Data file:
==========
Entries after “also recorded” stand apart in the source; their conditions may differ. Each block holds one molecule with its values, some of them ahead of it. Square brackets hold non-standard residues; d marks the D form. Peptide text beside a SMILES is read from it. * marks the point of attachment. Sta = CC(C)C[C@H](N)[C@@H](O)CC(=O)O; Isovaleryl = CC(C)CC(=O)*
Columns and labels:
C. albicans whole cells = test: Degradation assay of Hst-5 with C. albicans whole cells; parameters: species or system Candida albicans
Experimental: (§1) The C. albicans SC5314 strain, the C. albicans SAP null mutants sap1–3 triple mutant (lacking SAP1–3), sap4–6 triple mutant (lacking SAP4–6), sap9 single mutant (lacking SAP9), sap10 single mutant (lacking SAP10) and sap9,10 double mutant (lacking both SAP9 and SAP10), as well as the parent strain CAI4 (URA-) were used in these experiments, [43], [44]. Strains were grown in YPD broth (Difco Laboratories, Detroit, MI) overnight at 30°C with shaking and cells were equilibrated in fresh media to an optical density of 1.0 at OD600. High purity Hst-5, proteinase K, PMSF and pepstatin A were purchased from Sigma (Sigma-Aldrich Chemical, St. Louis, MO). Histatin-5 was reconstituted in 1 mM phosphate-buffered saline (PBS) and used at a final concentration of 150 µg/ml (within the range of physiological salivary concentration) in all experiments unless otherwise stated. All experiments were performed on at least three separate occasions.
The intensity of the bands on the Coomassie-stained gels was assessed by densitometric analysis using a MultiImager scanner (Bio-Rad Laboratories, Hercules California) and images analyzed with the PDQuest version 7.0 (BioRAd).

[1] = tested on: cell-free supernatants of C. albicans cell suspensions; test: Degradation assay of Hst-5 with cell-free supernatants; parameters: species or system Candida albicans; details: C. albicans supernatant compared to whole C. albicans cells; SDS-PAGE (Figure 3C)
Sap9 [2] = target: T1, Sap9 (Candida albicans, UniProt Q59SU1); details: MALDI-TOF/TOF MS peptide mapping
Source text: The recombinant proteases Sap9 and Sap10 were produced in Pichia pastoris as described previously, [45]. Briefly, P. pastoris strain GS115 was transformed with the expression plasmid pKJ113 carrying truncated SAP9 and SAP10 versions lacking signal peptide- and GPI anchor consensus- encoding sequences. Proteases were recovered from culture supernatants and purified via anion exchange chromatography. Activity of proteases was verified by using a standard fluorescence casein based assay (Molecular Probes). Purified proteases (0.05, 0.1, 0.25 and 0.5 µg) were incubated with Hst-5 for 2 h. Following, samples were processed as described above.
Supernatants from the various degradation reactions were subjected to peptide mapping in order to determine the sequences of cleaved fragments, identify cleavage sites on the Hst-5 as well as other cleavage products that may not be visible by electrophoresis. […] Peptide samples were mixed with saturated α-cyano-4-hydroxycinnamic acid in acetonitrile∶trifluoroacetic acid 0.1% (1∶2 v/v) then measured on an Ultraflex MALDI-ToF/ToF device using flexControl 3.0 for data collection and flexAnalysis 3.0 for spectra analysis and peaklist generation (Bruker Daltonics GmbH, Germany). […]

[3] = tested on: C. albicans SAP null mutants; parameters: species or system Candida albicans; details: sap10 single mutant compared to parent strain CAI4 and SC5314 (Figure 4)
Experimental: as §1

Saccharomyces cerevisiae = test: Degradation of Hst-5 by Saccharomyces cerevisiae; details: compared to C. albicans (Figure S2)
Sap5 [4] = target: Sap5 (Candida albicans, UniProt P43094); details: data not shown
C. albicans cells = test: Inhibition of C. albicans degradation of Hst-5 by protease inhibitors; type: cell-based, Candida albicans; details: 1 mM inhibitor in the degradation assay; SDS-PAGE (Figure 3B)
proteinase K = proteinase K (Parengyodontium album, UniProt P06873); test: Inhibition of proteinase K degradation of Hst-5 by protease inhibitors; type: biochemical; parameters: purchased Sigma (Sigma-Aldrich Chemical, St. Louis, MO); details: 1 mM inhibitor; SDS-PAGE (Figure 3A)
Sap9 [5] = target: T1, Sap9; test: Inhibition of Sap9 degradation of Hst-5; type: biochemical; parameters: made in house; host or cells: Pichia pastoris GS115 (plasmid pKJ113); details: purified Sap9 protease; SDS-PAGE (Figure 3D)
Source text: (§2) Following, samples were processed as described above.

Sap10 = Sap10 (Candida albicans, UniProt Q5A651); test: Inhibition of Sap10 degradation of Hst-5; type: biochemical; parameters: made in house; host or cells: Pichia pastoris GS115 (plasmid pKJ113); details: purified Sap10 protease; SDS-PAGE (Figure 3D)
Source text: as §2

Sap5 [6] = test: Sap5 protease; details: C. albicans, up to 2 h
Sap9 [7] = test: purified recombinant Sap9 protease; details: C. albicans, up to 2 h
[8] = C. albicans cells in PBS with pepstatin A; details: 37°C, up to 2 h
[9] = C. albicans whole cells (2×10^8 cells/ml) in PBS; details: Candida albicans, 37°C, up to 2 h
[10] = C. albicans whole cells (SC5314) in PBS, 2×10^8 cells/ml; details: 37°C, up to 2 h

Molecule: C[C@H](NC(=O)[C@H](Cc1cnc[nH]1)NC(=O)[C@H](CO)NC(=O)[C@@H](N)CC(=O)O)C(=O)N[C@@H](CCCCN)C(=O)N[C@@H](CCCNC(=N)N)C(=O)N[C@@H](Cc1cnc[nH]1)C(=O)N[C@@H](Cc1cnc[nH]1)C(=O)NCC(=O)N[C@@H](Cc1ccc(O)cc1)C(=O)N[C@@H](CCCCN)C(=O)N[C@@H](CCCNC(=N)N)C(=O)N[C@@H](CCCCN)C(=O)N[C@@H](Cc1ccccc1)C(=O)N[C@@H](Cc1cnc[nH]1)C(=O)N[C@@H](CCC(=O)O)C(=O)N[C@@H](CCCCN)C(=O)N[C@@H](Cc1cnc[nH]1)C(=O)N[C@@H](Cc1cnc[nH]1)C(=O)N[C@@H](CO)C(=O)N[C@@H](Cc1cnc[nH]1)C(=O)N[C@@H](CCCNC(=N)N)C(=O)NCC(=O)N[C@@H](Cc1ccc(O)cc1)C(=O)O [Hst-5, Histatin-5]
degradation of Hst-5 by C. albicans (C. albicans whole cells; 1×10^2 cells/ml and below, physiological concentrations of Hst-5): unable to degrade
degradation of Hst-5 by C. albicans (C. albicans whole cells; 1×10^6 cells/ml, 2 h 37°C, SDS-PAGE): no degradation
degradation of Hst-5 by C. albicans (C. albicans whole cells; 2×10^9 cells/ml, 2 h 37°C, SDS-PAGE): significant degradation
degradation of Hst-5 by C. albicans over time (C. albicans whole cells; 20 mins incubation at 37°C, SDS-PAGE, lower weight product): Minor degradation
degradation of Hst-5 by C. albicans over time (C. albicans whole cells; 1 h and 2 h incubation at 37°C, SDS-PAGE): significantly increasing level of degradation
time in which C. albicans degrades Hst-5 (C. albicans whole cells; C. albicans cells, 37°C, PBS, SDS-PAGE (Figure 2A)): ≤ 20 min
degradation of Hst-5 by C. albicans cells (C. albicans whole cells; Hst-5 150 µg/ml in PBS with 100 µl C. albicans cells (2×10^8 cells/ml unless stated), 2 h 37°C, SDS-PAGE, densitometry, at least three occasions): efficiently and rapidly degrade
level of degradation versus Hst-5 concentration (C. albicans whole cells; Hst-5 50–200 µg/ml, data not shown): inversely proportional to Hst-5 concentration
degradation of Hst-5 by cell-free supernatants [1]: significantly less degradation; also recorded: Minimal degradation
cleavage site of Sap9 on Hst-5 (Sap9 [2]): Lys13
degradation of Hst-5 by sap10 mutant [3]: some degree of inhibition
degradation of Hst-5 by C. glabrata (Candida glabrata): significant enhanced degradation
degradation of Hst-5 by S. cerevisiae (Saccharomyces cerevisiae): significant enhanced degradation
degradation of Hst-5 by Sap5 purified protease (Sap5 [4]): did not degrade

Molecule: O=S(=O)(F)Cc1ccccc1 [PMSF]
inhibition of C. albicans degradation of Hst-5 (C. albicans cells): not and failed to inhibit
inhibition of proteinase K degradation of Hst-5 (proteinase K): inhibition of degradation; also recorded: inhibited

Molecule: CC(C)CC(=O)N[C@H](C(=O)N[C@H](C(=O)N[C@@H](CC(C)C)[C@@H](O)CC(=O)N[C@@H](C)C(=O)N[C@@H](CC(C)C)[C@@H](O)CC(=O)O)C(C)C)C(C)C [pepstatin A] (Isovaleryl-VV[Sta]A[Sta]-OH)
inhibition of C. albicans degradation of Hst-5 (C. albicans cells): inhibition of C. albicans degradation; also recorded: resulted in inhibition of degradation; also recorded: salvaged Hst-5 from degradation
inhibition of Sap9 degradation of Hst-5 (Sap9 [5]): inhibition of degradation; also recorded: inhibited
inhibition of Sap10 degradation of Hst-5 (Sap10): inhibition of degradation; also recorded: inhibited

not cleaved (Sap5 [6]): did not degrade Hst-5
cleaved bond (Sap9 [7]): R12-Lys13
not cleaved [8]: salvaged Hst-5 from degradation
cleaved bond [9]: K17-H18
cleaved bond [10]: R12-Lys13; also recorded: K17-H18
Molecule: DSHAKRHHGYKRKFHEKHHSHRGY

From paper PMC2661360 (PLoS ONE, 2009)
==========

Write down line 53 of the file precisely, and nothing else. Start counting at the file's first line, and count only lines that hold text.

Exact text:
From paper PMC2661360 (PLoS ONE, 2009)